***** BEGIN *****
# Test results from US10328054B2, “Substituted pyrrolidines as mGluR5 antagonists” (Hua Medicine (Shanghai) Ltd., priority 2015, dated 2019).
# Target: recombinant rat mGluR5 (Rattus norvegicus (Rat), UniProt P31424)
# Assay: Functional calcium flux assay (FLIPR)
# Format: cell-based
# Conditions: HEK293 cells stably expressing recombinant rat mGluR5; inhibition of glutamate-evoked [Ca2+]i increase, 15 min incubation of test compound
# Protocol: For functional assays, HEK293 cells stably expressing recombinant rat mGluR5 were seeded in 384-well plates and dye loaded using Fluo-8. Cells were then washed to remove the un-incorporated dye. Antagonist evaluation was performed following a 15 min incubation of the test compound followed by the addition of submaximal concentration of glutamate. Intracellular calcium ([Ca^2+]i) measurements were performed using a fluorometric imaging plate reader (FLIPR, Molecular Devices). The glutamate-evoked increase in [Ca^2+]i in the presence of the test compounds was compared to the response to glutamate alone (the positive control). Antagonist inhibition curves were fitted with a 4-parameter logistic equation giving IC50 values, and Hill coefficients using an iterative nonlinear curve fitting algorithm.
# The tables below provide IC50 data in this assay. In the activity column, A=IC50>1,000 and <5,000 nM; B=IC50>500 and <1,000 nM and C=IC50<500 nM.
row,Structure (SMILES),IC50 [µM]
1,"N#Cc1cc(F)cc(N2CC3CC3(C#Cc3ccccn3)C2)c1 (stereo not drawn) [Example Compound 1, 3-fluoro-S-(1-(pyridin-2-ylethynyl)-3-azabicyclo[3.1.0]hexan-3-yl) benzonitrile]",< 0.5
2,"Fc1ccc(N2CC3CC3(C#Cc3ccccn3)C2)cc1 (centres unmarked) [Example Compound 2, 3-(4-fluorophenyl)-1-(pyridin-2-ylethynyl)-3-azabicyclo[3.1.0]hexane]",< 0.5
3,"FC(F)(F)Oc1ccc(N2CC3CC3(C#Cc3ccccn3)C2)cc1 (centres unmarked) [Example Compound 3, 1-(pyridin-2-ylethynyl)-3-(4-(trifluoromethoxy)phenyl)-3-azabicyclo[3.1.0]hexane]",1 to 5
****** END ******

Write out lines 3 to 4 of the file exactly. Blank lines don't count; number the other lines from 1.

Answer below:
# Assay: Functional calcium flux assay (FLIPR)
# Format: cell-based